Blocked Tear Ducts
All patients do not require treatment for tear duct blockage. For instance, in a majority of babies, the obstruction will resolve as the drainage system of the child matures.
Some newborns have a piece of tissue, known as a membrane, covering the duct. However, it typically opens up by itself in the child’s first year.
But if a blocked tear duct does not resolve by itself, the eye care specialist will recommend a suitable treatment. Experienced oculoplastic surgeon Dr. Jennifer Hui provides tear duct treatments to patients in Palm Springs, Palm Desert, La Quinta, Coachella Valley, Riverside, Redlands, Yucaipa, Loma Linda, and surrounding locations.
Non-Surgical Treatment Approaches for a Blocked Tear Duct
Massaging the lacrimal sac (the site where the tears drain from the eye into the tear duct) is one of the most convenient ways to resolve blockage in infants.
This method involves taking a cotton swab or clean fingers and gently rubbing the lower eye corners of the infant’s eyes for a few seconds two times a day (in the morning and at night). This motion may lead to a clear liquid draining out of the eye corners. The massage pressure can open up the membrane covering the tear duct.
The eye surgeon may prescribe an antibiotic ointment or eye drops in some cases. While antibiotics will not open the obstruction, these could help address infection and resolve any eye discharge that may be occurring.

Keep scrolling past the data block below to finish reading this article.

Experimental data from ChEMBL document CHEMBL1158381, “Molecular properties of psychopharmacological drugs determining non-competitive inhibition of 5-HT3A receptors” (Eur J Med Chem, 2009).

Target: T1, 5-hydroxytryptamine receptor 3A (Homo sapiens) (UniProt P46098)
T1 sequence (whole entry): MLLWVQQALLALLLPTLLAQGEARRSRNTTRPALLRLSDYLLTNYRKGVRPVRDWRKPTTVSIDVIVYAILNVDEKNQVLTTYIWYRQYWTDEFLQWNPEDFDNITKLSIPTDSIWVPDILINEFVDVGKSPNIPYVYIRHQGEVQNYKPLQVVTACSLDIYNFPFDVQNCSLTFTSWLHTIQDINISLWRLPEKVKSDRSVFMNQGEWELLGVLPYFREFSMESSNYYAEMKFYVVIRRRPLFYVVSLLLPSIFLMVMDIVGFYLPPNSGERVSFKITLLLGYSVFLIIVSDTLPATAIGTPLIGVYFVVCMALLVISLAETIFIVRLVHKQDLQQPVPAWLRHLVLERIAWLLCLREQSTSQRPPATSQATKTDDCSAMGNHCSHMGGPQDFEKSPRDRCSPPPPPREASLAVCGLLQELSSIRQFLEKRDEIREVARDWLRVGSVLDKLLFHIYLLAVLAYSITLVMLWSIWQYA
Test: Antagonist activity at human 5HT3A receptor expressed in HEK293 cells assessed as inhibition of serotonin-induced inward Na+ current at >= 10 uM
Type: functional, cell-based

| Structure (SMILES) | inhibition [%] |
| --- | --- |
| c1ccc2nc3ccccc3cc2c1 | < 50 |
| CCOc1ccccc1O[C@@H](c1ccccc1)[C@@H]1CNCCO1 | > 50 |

Tear Duct Probing
In case the child’s tear duct does not open up by itself by the time they are a year old, the doctor can perform a procedure to address the blockage. While the child sleeps, the doctor will insert a narrow probe into one or both holes that facilitate tear drainage.
This will open up the tissue covering the tear duct. This procedure does not cause any pain and usually resolves the tear duct blockage.
Balloon Catheter Dilation
The surgeon may use balloon catheter dilation if the blockage does not resolve by itself or if probing proves ineffective. While the child is sleeping, the doctor threads a narrow tube (catheter) into the tear duct. The tube comprises a balloon at its end which the doctor will inflate via a pump.
They will then deflate the balloon and inflate it again to broaden the duct. Subsequently, the doctor will remove the balloon.
If other treatments are ineffective, intubation is another alternative. This procedure involves the doctor threading a narrow tube through the holes (puncta) in the eye corners.
The tube will pass through each tear duct within the nose. The time taken for this procedure is about one hour. The tubes remain in place for three to six months to open up the tear ducts allowing drainage.
Intubation may lead to the following side effects:
- A stuffy nose but saline drops can help address the congestion
- More tearing but this should be better by the time the doctor takes the tubes out
- Change in position of the tube which the doctor can move back in place